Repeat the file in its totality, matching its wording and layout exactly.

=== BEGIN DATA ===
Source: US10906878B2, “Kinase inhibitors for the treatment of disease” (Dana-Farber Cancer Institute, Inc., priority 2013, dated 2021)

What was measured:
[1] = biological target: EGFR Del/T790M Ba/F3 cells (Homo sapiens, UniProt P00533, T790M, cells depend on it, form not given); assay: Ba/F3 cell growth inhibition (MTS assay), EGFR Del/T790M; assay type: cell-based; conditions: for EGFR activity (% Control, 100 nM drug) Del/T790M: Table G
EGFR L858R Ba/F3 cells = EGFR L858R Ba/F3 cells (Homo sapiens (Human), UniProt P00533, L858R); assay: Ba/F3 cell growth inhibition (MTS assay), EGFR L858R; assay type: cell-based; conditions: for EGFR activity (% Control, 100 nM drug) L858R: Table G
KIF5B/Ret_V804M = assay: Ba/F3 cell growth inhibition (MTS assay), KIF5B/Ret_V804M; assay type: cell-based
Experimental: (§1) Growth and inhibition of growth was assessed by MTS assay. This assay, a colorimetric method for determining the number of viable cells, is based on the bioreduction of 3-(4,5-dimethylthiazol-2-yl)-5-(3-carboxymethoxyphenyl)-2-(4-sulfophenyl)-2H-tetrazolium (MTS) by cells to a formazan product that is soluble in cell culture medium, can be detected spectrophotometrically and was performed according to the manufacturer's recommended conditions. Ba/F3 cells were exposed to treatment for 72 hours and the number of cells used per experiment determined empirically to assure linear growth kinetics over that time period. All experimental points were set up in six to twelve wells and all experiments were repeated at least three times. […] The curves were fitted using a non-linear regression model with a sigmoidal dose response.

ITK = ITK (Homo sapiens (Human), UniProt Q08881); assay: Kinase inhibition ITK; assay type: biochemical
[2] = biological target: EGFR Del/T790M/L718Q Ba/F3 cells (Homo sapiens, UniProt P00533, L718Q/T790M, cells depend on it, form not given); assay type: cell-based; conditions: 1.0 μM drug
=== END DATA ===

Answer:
Source: US10906878B2, “Kinase inhibitors for the treatment of disease” (Dana-Farber Cancer Institute, Inc., priority 2013, dated 2021)

What was measured:
[1] = biological target: EGFR Del/T790M Ba/F3 cells (Homo sapiens, UniProt P00533, T790M, cells depend on it, form not given); assay: Ba/F3 cell growth inhibition (MTS assay), EGFR Del/T790M; assay type: cell-based; conditions: for EGFR activity (% Control, 100 nM drug) Del/T790M: Table G
EGFR L858R Ba/F3 cells = EGFR L858R Ba/F3 cells (Homo sapiens (Human), UniProt P00533, L858R); assay: Ba/F3 cell growth inhibition (MTS assay), EGFR L858R; assay type: cell-based; conditions: for EGFR activity (% Control, 100 nM drug) L858R: Table G
KIF5B/Ret_V804M = assay: Ba/F3 cell growth inhibition (MTS assay), KIF5B/Ret_V804M; assay type: cell-based
Experimental: (§1) Growth and inhibition of growth was assessed by MTS assay. This assay, a colorimetric method for determining the number of viable cells, is based on the bioreduction of 3-(4,5-dimethylthiazol-2-yl)-5-(3-carboxymethoxyphenyl)-2-(4-sulfophenyl)-2H-tetrazolium (MTS) by cells to a formazan product that is soluble in cell culture medium, can be detected spectrophotometrically and was performed according to the manufacturer's recommended conditions. Ba/F3 cells were exposed to treatment for 72 hours and the number of cells used per experiment determined empirically to assure linear growth kinetics over that time period. All experimental points were set up in six to twelve wells and all experiments were repeated at least three times. […] The curves were fitted using a non-linear regression model with a sigmoidal dose response.

ITK = ITK (Homo sapiens (Human), UniProt Q08881); assay: Kinase inhibition ITK; assay type: biochemical
[2] = biological target: EGFR Del/T790M/L718Q Ba/F3 cells (Homo sapiens, UniProt P00533, L718Q/T790M, cells depend on it, form not given); assay type: cell-based; conditions: 1.0 μM drug